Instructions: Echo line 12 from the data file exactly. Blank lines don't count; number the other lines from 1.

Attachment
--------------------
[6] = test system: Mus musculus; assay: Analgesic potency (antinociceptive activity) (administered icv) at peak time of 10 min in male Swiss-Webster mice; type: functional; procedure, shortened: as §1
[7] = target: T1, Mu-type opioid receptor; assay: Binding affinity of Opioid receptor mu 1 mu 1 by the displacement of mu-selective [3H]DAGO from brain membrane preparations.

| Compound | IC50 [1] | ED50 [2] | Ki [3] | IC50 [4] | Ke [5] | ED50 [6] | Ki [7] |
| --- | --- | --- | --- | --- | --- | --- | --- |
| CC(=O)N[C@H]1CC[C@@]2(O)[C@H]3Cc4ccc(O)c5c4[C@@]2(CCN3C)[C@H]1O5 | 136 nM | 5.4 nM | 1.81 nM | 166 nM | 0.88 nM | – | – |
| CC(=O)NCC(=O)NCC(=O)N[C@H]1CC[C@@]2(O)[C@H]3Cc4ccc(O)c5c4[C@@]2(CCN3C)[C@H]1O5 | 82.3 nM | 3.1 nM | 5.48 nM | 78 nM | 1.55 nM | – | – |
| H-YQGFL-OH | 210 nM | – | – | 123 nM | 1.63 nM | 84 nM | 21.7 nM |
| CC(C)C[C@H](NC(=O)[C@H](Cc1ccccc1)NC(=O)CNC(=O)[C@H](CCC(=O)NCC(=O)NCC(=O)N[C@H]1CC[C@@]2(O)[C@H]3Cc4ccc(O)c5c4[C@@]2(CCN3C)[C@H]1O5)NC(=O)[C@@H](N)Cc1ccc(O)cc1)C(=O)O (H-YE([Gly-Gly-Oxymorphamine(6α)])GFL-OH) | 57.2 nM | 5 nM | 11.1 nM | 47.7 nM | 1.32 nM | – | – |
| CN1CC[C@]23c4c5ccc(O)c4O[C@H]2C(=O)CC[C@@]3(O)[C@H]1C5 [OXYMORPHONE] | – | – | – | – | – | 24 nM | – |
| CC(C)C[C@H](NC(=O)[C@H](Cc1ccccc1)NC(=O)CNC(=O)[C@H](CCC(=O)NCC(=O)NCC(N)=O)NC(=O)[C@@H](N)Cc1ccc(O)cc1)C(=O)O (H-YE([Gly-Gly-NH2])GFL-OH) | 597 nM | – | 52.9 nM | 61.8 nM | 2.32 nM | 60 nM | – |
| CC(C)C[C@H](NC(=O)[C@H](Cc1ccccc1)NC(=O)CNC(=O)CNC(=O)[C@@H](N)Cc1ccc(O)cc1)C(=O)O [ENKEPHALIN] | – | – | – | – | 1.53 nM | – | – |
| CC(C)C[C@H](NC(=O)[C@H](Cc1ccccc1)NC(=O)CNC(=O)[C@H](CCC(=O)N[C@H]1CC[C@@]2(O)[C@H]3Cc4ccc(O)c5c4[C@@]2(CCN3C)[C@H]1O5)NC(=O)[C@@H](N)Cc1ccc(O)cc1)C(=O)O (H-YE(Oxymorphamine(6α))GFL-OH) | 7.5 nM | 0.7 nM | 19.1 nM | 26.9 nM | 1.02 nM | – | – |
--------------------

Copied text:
| CC(C)C[C@H](NC(=O)[C@H](Cc1ccccc1)NC(=O)CNC(=O)[C@H](CCC(=O)N[C@H]1CC[C@@]2(O)[C@H]3Cc4ccc(O)c5c4[C@@]2(CCN3C)[C@H]1O5)NC(=O)[C@@H](N)Cc1ccc(O)cc1)C(=O)O (H-YE(Oxymorphamine(6α))GFL-OH) | 7.5 nM | 0.7 nM | 19.1 nM | 26.9 nM | 1.02 nM | – | – |